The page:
MERCER, ANDREW, issuer of marriage licences and office-holder; b. possibly in Sussex, Eng., c. 1778–84; d. Toronto, Ont., 13 June 1871.
The first certain fact about Andrew Mercer’s early life is that he arrived at Quebec late in 1800, accompanying Thomas Scott*, the new attorney general of Upper Canada. Mercer once stated that his mother, Mary Mercer, was unmarried, and his intimacy with Scott led to gossip that he was Scott’s illegitimate son.
They arrived at York (Toronto) early in 1801 and Mercer became Scott’s secretary. He next held the junior clerkship in the Executive Council (1803–20), and the office of king’s printer (1816), probably through Scott’s influence. Mercer was paymaster for the Home District militia during the War of 1812 and was taken captive at the fall of York in April 1813, but was soon released. In 1833 he became a magistrate. Mercer also had business interests for some years after 1809, operating a general store in partnership with Samuel Smith Ridout*, and later developing an extensive mortgage and loan business.
Although much was later said about his philanthropy, it is known only that he made a gift of 1,000 acres of land, located in swampy townships, toward the endowment of the University of Trinity College in 1851. From 1827, although wealthy, he lived at Bay and Wellington streets in Toronto in a cottage later said to be “scarcely worth insuring,” and he was described as “almost parsimonious.”
Mercer was issuer of marriage licences in York by 1818 but never himself obtained one. In 1850 he acquired a violent-tempered, illiterate, and thieving housekeeper, Bridget O’Reilly, who seems to have terrorized him for the rest of his life. She gave birth in 1851 to a boy, christened Andrew Francis Mercer, and generally believed to be the son of septuagenarian Andrew, whom she threatened with seduction charges. He provided for the boy and gave him some land, but never made him his heir and on one occasion reportedly stated that he “would leave his money to the government.”
Mercer died suddenly in 1871, intestate. As the estate would pass to the crown unless legitimate heirs were found, the provincial government immediately took over on a commission of escheat, and in 1872 the attorney general, Adam Crooks*, was appointed administrator. Mercer’s household was allowed to remain in the cottage, a search for heirs was begun in Great Britain and Canada, and steps were taken to put the $180,000 estate in order, as the holdings, largely in the form of land, mortgages, loans, and stocks, were found to be in considerable disarray.
In 1875 Oliver Mowat*, appointed administrator the previous year, began arrangements for a hearing in the Court of Chancery to test the claims of the would-be heirs. At this point Bridget O’Reilly and her son suddenly produced a marriage certificate, dated a month before the latter’s birth, and a will leaving them the entire estate. The hearing of all claims took place in January 1876 with John Beverley Robinson* acting for the crown. Roman Catholic Archbishop John Joseph Lynch*, John Montgomery, and others supported young Mercer’s claim, but he himself refused to enter the witness box for examination. Vice-Chancellor Samuel Hume Blake* declared both documents forgeries and decided in favour of the province.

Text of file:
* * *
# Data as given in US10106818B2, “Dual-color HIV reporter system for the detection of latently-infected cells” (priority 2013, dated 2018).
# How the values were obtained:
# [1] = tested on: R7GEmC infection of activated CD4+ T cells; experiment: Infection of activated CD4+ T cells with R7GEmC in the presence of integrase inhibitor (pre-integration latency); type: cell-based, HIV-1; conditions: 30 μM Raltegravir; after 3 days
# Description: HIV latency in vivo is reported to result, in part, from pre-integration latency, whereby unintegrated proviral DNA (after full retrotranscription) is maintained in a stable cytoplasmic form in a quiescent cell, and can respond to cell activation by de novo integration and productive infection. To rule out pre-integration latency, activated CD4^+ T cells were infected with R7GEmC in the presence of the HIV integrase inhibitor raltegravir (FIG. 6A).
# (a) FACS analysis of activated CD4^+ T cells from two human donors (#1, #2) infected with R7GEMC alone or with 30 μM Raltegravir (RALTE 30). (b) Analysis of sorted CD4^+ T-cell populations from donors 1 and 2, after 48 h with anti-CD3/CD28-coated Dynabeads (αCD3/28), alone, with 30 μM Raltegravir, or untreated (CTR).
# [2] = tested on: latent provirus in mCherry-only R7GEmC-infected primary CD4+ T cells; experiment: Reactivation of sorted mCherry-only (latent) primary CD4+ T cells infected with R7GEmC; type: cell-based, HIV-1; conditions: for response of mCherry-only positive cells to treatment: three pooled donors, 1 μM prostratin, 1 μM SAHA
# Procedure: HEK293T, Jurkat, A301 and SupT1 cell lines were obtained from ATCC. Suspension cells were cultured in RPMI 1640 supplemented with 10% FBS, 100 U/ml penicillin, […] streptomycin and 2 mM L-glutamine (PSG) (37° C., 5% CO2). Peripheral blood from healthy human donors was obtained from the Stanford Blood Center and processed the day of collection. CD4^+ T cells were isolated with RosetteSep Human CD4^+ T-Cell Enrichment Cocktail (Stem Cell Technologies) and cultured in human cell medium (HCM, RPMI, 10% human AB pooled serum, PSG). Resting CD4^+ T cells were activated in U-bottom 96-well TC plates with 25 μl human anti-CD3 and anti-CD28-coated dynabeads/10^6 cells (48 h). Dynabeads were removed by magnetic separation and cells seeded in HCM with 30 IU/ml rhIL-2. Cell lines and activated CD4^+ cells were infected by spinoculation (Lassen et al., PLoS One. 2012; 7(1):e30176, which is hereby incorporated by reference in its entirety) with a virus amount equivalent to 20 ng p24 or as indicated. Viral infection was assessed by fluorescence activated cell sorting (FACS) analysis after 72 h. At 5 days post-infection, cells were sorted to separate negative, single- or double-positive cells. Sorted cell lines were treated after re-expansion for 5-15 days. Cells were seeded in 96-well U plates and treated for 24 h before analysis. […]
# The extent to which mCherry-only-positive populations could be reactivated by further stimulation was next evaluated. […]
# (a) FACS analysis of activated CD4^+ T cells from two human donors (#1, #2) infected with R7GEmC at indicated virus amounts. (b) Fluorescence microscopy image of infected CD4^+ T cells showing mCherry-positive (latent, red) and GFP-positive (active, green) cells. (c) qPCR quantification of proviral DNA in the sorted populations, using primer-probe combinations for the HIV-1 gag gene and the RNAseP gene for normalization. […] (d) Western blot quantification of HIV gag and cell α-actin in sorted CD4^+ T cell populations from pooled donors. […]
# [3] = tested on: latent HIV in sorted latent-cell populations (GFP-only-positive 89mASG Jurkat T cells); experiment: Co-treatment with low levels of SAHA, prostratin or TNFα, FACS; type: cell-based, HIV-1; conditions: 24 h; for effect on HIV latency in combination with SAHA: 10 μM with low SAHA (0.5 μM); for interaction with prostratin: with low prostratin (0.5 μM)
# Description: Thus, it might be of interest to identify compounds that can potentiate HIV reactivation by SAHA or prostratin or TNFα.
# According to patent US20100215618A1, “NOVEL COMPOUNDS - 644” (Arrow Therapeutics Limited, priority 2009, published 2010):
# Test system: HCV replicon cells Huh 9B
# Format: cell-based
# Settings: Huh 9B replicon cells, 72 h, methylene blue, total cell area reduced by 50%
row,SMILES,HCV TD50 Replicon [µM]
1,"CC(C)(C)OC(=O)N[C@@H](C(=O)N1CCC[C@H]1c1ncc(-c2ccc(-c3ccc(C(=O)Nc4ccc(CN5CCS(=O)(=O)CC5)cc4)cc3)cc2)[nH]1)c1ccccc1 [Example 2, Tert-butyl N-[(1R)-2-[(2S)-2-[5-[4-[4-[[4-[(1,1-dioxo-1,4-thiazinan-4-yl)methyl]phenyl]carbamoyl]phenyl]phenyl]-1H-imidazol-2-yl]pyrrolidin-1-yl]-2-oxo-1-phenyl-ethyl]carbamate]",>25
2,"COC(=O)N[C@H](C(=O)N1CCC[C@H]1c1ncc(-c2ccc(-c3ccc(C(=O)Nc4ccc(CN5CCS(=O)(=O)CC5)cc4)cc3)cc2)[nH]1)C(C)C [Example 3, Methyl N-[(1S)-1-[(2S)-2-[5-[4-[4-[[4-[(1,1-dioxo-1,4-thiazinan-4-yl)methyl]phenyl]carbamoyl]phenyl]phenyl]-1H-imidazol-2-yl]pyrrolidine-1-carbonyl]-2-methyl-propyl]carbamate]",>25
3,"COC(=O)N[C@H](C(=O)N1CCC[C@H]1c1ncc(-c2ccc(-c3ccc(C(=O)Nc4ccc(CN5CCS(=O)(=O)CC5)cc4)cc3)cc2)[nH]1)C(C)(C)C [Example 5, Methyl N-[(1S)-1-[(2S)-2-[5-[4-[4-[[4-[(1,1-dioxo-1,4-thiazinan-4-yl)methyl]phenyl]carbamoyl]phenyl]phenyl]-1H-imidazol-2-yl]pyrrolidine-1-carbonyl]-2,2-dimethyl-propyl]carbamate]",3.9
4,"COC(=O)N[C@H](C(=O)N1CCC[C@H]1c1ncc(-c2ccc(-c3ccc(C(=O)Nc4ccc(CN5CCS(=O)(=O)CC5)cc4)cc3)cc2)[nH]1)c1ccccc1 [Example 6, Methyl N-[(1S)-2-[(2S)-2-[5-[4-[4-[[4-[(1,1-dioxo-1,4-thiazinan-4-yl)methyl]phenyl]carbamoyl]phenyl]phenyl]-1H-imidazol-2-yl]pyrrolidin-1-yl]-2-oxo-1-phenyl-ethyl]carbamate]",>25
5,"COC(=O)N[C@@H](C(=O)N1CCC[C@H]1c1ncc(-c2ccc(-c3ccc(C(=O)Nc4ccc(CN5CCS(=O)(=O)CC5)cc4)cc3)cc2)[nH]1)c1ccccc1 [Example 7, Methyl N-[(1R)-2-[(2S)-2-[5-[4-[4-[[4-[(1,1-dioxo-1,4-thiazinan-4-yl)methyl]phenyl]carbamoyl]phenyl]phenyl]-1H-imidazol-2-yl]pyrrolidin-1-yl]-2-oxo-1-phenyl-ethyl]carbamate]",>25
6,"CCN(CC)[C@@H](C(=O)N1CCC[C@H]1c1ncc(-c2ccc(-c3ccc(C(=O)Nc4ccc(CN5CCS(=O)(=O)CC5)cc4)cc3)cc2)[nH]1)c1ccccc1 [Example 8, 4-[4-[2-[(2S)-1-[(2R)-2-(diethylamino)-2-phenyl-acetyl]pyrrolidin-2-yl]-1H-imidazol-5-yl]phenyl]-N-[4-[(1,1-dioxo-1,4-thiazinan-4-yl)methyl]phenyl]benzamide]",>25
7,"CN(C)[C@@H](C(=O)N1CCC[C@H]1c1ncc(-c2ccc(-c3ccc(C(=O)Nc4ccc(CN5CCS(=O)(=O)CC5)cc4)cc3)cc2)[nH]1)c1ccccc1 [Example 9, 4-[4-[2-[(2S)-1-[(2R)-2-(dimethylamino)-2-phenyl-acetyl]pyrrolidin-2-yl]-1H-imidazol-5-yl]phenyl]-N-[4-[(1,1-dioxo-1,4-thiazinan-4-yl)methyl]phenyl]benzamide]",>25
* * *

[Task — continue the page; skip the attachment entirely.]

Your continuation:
Still, Mercer refused to vacate the Bay Street property and a series of law suits resulted. These developed into a constitutional test case over whether a province or the federal government had the right to escheat estates under sections 102 and 109 of the British North America Act. The Ontario courts decided in favour of the province, the Supreme Court of Canada supported the dominion claim, and a decision in favour of Ontario was finally handed down by the Judicial Committee of the Privy Council of Great Britain in 1884. The Bay Street property was then taken over and sold.
The rest of the estate had meanwhile been disposed of by the Ontario government. A sum of $10,000 was allocated for an Andrew Mercer Eye and Ear Infirmary for the Toronto General Hospital in 1878, and a total of $106,000 went toward the erection of the Andrew Mercer Ontario Reformatory for Females, opened in 1880 and used until 1969. Much of the money was swallowed up in legal costs, including a large portion of the $30,000 Mowat generously allowed young Mercer.
Andrew Mercer, albeit unwittingly, gained a certain immortality through the court cases and the institutions. To later generations, who knew the name but not the circumstances, he appeared a great benefactor of the cause of female reform.
PAC, RG 1, E1, 47, pp.283, 291; E14, 10, pp.158–59; L3, M6/332, 37; RG 5, A1, 26, pp.12067–69; 27, pp.12563–64, 12799–800, 26686–87; RG 7, G16, C, 9, p.48; RG 8, I, A1, 690, pp.166–66a; RG 68, 1. PAO, Alexander Campbell papers, 18 Nov. 1881, 31 May 1883; Chancery Court files, 1875, 55, “Mercer v. attorney-general”; 1878, 526, “Attorney-general v. O’Reilly”; Misc. 1934, John Robertson, “Memorandum re A. Mercer and Thomas Scott”; RG 8, I-7-b-2, 1878, no.34; 1879, no.33; 1882, no.51; 1888, no.30; Ridout papers, 1809, agreement of partnership. Trinity College Archives (Toronto), Minutes of the council, 20 Feb. 1851, 27.
Attorney general of Ontario v. Mercer (1883), 8 App. Cas. 767 (P.C.) reversing (1881), 5 S.C.R. 583, which reversed (sub nom.) Attorney general of Ontario v. O’Reilly (1880), 6 O.A.R. 576, which affirmed (1878), 26 Gr. 126 (Ch.). Ontario, Sessional papers, IX (1877), pt.2, no.7; X (1878), pt.4, no.38; XII (1880), pt.4, no.34; XIII (1881), pt.4, no.48. Ontario, Statutes, 1878, c. 1; 1879, c. 38.
Globe (Toronto), 14 June 1871, 15 Nov. 1875, 14–22 Jan. 1876. Scadding, Toronto of old, 55, 84, 269, 363, 366. Town of York, 1793–1815 (Firth), 140, 281. Hist. of Toronto and county of York, II, 109. J. E. Jones, Pioneer crimes and punishments in Toronto and the Home District . . . (Toronto, 1924), 46. Landmarks of Toronto (Robertson), I, 46–48, 433.